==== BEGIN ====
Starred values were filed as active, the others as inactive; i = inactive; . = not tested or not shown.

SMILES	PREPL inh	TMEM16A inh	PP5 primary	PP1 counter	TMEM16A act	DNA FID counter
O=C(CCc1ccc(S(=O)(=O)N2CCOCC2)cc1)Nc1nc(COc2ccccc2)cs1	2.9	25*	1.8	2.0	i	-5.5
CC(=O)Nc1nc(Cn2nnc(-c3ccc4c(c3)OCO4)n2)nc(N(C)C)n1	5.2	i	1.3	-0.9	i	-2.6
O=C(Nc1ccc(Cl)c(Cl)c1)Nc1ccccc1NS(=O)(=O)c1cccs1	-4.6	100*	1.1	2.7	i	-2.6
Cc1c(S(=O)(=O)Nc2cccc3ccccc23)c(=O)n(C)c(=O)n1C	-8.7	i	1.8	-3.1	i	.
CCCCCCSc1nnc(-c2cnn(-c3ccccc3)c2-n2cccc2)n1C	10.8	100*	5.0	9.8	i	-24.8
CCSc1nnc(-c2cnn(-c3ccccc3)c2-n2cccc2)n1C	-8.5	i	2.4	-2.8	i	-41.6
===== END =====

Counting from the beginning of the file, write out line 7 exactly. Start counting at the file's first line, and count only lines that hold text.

CCCCCCSc1nnc(-c2cnn(-c3ccccc3)c2-n2cccc2)n1C	10.8	100*	5.0	9.8	i	-24.8